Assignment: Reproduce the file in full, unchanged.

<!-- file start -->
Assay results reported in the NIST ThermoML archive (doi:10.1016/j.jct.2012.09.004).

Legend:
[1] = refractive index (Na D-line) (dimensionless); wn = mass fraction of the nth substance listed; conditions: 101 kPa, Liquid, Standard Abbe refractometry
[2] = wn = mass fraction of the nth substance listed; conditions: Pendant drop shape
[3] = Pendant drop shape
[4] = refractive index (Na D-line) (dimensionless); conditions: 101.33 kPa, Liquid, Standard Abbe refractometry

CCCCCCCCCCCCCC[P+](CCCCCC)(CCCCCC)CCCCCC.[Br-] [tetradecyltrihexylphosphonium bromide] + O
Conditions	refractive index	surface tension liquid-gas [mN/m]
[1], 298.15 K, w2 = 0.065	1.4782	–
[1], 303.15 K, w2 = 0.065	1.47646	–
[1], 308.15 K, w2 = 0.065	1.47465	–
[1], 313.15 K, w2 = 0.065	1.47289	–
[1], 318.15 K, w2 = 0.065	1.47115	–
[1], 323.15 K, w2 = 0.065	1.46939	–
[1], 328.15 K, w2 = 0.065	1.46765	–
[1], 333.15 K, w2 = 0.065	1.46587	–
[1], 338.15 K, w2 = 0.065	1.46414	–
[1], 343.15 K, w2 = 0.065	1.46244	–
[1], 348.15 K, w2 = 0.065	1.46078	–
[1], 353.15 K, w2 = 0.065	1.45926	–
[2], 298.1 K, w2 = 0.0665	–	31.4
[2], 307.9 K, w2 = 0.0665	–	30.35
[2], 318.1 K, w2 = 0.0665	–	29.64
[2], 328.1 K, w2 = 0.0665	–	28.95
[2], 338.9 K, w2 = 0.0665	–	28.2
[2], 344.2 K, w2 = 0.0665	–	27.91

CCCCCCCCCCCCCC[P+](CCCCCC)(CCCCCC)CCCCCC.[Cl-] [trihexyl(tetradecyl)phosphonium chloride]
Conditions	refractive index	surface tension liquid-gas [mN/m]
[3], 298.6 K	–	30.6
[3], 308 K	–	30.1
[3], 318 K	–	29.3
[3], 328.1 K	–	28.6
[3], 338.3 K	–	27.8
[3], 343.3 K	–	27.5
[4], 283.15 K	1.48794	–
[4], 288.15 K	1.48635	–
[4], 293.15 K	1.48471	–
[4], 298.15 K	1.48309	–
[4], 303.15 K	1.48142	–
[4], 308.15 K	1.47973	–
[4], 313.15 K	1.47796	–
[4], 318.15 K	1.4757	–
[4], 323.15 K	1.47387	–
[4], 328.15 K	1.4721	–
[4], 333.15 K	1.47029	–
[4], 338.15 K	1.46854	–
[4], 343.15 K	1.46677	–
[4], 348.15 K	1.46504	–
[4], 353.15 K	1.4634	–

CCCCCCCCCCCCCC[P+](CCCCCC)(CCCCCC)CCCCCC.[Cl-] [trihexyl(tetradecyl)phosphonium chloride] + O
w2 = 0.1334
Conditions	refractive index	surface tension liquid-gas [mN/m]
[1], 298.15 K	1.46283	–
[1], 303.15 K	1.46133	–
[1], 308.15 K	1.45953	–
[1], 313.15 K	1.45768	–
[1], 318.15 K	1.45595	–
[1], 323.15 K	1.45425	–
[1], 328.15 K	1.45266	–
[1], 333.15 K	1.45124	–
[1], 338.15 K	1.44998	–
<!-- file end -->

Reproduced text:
Assay results reported in the NIST ThermoML archive (doi:10.1016/j.jct.2012.09.004).

Legend:
[1] = refractive index (Na D-line) (dimensionless); wn = mass fraction of the nth substance listed; conditions: 101 kPa, Liquid, Standard Abbe refractometry
[2] = wn = mass fraction of the nth substance listed; conditions: Pendant drop shape
[3] = Pendant drop shape
[4] = refractive index (Na D-line) (dimensionless); conditions: 101.33 kPa, Liquid, Standard Abbe refractometry

CCCCCCCCCCCCCC[P+](CCCCCC)(CCCCCC)CCCCCC.[Br-] [tetradecyltrihexylphosphonium bromide] + O
Conditions	refractive index	surface tension liquid-gas [mN/m]
[1], 298.15 K, w2 = 0.065	1.4782	–
[1], 303.15 K, w2 = 0.065	1.47646	–
[1], 308.15 K, w2 = 0.065	1.47465	–
[1], 313.15 K, w2 = 0.065	1.47289	–
[1], 318.15 K, w2 = 0.065	1.47115	–
[1], 323.15 K, w2 = 0.065	1.46939	–
[1], 328.15 K, w2 = 0.065	1.46765	–
[1], 333.15 K, w2 = 0.065	1.46587	–
[1], 338.15 K, w2 = 0.065	1.46414	–
[1], 343.15 K, w2 = 0.065	1.46244	–
[1], 348.15 K, w2 = 0.065	1.46078	–
[1], 353.15 K, w2 = 0.065	1.45926	–
[2], 298.1 K, w2 = 0.0665	–	31.4
[2], 307.9 K, w2 = 0.0665	–	30.35
[2], 318.1 K, w2 = 0.0665	–	29.64
[2], 328.1 K, w2 = 0.0665	–	28.95
[2], 338.9 K, w2 = 0.0665	–	28.2
[2], 344.2 K, w2 = 0.0665	–	27.91

CCCCCCCCCCCCCC[P+](CCCCCC)(CCCCCC)CCCCCC.[Cl-] [trihexyl(tetradecyl)phosphonium chloride]
Conditions	refractive index	surface tension liquid-gas [mN/m]
[3], 298.6 K	–	30.6
[3], 308 K	–	30.1
[3], 318 K	–	29.3
[3], 328.1 K	–	28.6
[3], 338.3 K	–	27.8
[3], 343.3 K	–	27.5
[4], 283.15 K	1.48794	–
[4], 288.15 K	1.48635	–
[4], 293.15 K	1.48471	–
[4], 298.15 K	1.48309	–
[4], 303.15 K	1.48142	–
[4], 308.15 K	1.47973	–
[4], 313.15 K	1.47796	–
[4], 318.15 K	1.4757	–
[4], 323.15 K	1.47387	–
[4], 328.15 K	1.4721	–
[4], 333.15 K	1.47029	–
[4], 338.15 K	1.46854	–
[4], 343.15 K	1.46677	–
[4], 348.15 K	1.46504	–
[4], 353.15 K	1.4634	–

CCCCCCCCCCCCCC[P+](CCCCCC)(CCCCCC)CCCCCC.[Cl-] [trihexyl(tetradecyl)phosphonium chloride] + O
w2 = 0.1334
Conditions	refractive index	surface tension liquid-gas [mN/m]
[1], 298.15 K	1.46283	–
[1], 303.15 K	1.46133	–
[1], 308.15 K	1.45953	–
[1], 313.15 K	1.45768	–
[1], 318.15 K	1.45595	–
[1], 323.15 K	1.45425	–
[1], 328.15 K	1.45266	–
[1], 333.15 K	1.45124	–
[1], 338.15 K	1.44998	–